A Recipe for Disaster
I have often wondered what is up with the national and local governments’ responses with this Covid-19 crisis which has brought us to what they call the “new normal”. Apparently, the “new normal” nowadays is a daily case ranging from 8 to 10 thousand. When we reached that milestone, that was a big shocker. Now, we have become desensitized that it seems “normal”. Oh, well.
I have been telling you about this person who was sent home by the company doctor because he/she had shown symptoms. So, his/her contacts were taken. I guess, this person was scheduled for the swab test sanctioned by the local government. Since the time the person suspected with the virus was sent home, and the company doctor informed the local authorities, a couple days passed before any actual test could be conducted. People who have the least concern would presume that authorities would have acted in some level of urgency. The LGU would have sent some of their staff in full personal protective equipment to administer the test at the potential patient’s home, or they could have had some transport to take the suspected case to some facility for the test to be conducted there, or maybe people from the barangay hall could do something similar, perhaps, get the person’s data and ensure that health protocols are observed all the more. Well, none of those happened. Instead, this person who had been sent home based on observations and recommendations of a licensed, professional medical doctor, took public transport to the local health office to have himself/herself tested. Then while smell and taste were already leaving his/her senses, he/she took the same route home. Okay, maybe they have their hands full.
So, you would expect that the immediate neighbourhood, as if watching in anticipation whether Steve Harvey would call Ms. Philippines as Ms. Universe or first runner-up, they hung on with bated breath for the test result. Once again, you would probably expect that since we don’t have the state-of-the-art technology, it would take maybe, some three days. But then, that days exceeded that three-day mark, then the day after, then the day after. Oh heck, a whole week passed. Yes, ladies and gentlemen, more than 7 days passed before this person suspected with Covid received a text message from the barangay hall that the swab test results showed positive. Then health personnel and local barangay staff started appearing on the street to cordon off the area, and give instructions to people concerned. A whole week passed. For crying out loud, a whole week passed. It has been more than a year since the virus reached the Philippines, more than one year since the virus reached Bicol, more than a year since it has reached Camarines Sur. Variants of vaccines have already been developed and mass produced, and we’re still at this level.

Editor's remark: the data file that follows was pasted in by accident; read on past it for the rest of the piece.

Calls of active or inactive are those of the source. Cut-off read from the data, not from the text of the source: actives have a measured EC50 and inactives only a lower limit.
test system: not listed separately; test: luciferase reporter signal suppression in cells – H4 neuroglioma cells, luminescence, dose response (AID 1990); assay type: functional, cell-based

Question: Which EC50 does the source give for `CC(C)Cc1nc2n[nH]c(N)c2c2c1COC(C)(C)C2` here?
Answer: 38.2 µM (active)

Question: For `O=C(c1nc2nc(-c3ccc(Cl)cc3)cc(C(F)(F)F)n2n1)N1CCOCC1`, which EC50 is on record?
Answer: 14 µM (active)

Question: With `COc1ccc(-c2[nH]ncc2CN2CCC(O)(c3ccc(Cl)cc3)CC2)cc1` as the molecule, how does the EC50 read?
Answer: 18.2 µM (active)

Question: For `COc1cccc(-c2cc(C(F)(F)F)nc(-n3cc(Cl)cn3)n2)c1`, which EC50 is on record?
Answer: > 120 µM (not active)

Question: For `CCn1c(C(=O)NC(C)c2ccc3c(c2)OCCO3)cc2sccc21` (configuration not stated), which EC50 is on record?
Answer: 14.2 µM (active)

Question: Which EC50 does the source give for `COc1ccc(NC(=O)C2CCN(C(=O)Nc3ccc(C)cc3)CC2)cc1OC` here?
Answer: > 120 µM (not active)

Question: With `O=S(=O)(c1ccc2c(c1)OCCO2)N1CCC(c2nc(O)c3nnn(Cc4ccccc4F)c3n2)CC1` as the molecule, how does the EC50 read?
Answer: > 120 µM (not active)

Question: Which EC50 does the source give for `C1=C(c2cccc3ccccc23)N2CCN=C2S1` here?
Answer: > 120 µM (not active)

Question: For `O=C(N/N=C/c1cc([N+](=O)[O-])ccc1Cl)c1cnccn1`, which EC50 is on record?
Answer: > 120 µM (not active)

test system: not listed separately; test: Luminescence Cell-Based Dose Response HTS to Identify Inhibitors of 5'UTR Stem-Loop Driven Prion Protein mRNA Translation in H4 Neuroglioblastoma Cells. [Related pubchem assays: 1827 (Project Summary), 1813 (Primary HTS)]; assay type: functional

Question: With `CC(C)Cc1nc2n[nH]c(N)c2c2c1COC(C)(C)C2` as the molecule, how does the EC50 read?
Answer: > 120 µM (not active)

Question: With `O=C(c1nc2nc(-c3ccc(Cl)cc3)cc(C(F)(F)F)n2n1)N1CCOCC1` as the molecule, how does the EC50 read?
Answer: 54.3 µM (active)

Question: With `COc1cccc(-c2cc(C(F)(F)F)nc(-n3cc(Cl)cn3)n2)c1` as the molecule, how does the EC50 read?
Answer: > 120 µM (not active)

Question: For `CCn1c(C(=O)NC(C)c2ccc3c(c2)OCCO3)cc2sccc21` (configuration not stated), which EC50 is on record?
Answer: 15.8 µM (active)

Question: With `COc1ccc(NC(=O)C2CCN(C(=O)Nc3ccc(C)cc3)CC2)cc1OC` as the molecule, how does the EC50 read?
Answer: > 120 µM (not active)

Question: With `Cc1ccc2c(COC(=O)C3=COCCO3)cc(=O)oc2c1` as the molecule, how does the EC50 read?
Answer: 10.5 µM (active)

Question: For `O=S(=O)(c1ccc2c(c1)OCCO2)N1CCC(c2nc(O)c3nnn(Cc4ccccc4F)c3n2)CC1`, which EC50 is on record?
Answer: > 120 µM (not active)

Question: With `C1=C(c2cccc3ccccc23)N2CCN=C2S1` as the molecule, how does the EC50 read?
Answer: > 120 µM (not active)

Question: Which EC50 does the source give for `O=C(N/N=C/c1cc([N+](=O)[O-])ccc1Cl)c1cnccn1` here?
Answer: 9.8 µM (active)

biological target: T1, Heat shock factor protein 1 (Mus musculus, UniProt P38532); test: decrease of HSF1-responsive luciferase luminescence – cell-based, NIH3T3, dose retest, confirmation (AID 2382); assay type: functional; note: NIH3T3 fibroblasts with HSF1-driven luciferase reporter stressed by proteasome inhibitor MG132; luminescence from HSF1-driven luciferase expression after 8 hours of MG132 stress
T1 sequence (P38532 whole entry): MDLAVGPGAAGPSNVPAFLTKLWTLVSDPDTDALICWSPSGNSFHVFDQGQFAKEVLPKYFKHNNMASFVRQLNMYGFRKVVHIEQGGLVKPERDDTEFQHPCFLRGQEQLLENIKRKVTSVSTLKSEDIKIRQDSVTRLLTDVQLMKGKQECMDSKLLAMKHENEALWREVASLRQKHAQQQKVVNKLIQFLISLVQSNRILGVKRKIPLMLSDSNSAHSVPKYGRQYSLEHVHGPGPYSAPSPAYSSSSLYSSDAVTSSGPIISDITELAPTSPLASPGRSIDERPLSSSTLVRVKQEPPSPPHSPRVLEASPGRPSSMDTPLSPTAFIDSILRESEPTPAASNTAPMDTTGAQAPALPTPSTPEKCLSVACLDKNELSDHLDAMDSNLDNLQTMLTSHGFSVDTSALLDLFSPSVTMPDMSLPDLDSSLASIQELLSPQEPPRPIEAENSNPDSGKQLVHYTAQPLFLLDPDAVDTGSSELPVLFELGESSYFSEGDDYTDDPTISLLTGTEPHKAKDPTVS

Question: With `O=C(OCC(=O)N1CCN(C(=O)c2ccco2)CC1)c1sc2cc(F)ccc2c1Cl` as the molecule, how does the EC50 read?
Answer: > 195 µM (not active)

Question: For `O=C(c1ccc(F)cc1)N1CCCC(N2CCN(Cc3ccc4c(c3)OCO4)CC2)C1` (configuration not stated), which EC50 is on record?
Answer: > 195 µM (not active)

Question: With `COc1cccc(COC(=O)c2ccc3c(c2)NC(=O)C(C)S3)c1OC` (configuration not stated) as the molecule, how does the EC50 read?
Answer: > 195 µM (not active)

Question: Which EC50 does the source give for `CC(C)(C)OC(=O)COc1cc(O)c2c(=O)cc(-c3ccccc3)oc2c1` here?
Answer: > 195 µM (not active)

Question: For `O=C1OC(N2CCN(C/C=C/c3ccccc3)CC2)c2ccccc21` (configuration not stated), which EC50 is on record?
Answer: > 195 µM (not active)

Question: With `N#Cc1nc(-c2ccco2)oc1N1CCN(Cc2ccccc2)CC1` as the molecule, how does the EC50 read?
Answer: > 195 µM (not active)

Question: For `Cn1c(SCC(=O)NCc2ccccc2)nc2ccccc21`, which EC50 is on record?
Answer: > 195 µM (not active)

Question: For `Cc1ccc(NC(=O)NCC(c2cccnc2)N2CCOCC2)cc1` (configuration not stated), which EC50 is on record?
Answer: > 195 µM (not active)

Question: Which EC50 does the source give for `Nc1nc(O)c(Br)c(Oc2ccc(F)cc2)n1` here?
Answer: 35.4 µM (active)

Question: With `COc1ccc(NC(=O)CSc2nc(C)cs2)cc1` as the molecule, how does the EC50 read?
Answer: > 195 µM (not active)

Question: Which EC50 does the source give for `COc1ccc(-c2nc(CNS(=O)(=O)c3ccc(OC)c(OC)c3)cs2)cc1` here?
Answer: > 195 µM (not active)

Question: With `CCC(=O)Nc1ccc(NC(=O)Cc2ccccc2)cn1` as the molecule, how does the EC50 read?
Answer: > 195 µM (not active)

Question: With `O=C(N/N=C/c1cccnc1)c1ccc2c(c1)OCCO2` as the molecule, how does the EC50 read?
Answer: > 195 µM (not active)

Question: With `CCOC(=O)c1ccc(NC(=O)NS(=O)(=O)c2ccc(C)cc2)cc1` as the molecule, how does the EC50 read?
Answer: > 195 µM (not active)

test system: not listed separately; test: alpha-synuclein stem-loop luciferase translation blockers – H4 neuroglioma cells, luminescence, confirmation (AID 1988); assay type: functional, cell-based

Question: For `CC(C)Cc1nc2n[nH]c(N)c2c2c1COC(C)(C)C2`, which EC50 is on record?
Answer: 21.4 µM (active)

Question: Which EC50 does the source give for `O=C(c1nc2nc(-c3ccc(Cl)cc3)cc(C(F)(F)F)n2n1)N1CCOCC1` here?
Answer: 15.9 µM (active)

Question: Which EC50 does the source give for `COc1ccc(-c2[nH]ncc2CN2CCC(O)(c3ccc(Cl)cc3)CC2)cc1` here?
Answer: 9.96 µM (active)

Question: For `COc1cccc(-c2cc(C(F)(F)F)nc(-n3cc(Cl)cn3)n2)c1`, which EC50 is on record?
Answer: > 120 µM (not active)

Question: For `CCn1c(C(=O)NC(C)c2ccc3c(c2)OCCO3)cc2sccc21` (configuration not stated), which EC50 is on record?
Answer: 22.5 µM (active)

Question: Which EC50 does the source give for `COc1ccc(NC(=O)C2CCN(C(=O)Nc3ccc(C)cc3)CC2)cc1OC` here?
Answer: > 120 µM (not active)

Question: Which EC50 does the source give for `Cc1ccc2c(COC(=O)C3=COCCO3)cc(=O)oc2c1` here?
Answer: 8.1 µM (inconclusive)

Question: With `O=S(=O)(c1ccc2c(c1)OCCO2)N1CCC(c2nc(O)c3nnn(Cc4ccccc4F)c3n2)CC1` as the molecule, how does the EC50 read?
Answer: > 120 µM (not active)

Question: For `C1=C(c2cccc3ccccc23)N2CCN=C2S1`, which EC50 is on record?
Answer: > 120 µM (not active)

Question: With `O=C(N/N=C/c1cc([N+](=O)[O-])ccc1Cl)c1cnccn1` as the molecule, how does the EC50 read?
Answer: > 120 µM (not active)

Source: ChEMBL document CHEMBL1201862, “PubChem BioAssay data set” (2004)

This got me curious. Does the same thing happen to other suspected cases which turned out to be positive? Response seemed low on initiative, took a long time to be active, and far from intensive. Is this what has been happening all along? Could the authorities have gone weary of locking down here and there, testing, tracing and treating here and there? Or maybe this is just an isolated case.
Maybe, it’s not just the policies, it’s also the people. Some of the close friends, office mates of this person who tested positive, also tested positive. Some of them even got their results a little earlier. These are a group of friends who have gone on and were planning to go to swimming excursions. They had gone to this town, and that town to have some drinks until late at night. They would drive to the far end of the city to look at prospective lots to purchase, go on a road trip for some birthday or wedding, all in the presumption that no disease would descend upon their defences. As a matter of fact, one of these adventurers had liberally lingered up and down the subdivision streets, and marched around the masses in a mall during the time that there were suspicions of infection. While he/she was doing that, it would turn out that all along, he/she has actually been carrying the virus with him/her.
To spice things up, workplaces still go about with an unspoken slogan of “Proceed as if there is no Pandemic”. Assemblies continue to be held that violate social distance. Programs that inadvertently cause people to go out and stay out and engage in social interactions, are implemented. Tasks are set that indirectly require compliant members to converge and unknowingly cause a surge.
Inefficient policies, irresponsible people, that is a recipe for disaster. “Be merciful to me, O God, be merciful to me”